changes of animal chemistry. Taking for study the ripening of seeds with succulent coverings, the fruits—the proper subject of this article—we may undertake to compare fruit-ripening with vegetable nutrition on the one hand, and with animal nutrition on the other hand, as follows:
In Vegetable Nutrition.
In Animal Nutrition.
|1. Oxygen is given to the air.||Oxygen is taken from the air.||Oxygen is taken from the air.|
|2. Carbonic acid is taken from the air.||Carbonic acid is given to the air.||Carbonic acid is given to the air.|
|3. The service of plant-green is required.||The service of plant-green is dismissed.|
|4. Simple compounds are changed to those more complex.||Complex compounds are changed to those more simple.||Complex compounds are changed to those more simple.|
|5. The expended power of the sun is stored.||The stored-up power of the sun is expended.||The stored-up power of the sun is expended.|
|6. Heat is absorbed.||Heat is liberated.||Heat is liberated.|
|7. The changes represent reductions and syntheses, difficult to the chemist, and hindered by atmospheric conditions.||The changes represent combustions and dissociations, and are mostly favored by atmospheric conditions.||The changes represent combustions and dissociations, and are mostly favored by atmospheric conditions.|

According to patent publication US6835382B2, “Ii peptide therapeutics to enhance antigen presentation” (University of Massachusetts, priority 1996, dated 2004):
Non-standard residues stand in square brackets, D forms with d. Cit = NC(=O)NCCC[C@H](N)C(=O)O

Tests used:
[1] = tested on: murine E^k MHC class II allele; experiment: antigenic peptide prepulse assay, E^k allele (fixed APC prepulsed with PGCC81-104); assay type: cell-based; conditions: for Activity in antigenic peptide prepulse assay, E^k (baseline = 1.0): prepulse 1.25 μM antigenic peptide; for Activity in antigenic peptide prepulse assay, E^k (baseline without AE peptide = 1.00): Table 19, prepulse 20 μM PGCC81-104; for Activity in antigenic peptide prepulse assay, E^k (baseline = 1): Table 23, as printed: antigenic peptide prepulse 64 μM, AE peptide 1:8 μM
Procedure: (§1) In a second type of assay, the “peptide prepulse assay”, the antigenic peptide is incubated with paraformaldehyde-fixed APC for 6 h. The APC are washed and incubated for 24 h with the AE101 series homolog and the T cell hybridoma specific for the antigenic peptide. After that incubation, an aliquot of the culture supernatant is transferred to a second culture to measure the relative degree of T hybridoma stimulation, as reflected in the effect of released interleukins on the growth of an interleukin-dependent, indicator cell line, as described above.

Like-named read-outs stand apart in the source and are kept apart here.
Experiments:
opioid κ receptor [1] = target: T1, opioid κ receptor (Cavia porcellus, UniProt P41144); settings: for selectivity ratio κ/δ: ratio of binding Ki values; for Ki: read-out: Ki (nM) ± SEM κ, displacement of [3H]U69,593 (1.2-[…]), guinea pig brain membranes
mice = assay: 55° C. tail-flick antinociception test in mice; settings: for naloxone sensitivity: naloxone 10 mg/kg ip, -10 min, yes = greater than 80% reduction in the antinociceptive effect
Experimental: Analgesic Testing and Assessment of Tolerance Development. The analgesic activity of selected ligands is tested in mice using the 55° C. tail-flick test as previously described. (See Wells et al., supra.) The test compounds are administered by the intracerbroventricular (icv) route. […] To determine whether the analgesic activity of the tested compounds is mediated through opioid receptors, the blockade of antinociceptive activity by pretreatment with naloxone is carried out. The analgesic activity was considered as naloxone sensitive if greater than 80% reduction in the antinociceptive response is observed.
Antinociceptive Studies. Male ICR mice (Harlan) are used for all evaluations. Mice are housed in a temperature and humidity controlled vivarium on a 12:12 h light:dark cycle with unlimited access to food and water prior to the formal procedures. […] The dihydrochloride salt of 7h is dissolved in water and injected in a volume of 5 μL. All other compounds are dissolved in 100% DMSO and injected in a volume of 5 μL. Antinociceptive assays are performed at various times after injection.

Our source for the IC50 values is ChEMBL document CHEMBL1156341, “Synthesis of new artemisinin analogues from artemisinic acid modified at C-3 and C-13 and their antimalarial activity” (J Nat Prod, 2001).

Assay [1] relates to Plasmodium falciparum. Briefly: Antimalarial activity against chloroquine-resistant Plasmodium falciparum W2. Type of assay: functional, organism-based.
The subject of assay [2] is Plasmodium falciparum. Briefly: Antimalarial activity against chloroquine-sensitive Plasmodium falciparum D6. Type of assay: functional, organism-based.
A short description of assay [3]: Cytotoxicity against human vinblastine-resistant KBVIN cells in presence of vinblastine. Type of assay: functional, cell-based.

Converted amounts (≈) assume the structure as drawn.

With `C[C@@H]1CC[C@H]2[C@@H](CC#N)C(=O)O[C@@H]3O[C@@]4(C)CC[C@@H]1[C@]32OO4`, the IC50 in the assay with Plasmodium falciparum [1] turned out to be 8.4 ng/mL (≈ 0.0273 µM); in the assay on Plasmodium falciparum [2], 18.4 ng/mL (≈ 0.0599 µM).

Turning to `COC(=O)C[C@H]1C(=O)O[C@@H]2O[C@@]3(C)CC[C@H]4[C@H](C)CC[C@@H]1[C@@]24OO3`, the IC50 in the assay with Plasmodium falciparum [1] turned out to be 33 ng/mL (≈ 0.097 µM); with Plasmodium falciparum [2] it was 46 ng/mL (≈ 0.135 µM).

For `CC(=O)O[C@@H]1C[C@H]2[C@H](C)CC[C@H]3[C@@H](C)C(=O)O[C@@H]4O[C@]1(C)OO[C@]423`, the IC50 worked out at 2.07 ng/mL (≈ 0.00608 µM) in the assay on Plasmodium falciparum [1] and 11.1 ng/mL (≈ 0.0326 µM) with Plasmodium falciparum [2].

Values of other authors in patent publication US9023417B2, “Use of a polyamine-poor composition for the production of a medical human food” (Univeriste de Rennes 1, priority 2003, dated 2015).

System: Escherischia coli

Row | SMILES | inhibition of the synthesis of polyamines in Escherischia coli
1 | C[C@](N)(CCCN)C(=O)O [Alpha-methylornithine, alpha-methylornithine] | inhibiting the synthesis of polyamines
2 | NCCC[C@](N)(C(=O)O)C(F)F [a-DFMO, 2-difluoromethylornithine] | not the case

|8. Opposed to fermentations, and to other changes classed under the term organic decomposition.||The changes include a great number of distinct fermentations, some of which are spontaneous in the air, or occur in cooking food.||Some of the changes are allied to fermentations, but are mostly not liable to occur without the living body.|
|9. The important compounds of the vegetable kingdom cellulose, starch, sugar, and many acids and other products are common to the fruit and other parts of the plant.
||Only a few animal products are found in the vegetable kingdom.|
Fruit-ripening, then, coincides with vegetable nutrition in acting with the same substances, and coincides with animal nutrition in moving in the same direction.
To inquire, now, somewhat in detail, into the more obvious of the changes which constitute fruit-ripening, we may examine the proportion and formation of the following five classes of Fruit-Products:
1. Sugars (starches).
2. Pectous substances and gums.
3. Acids, tannin, and other glucosides.
The analyses of fruits hitherto reported have mostly been made by European chemists. The fullest reports of ripe fruits, upon which I am in good part dependent, were made by Fresenius, from analyses under his direction, nearly twenty years ago, and represent the fruits of the Rhine district, obtained at Wiesbaden.
1. Sugars.—The prevailing sugar in fruits is glucose (dextrose),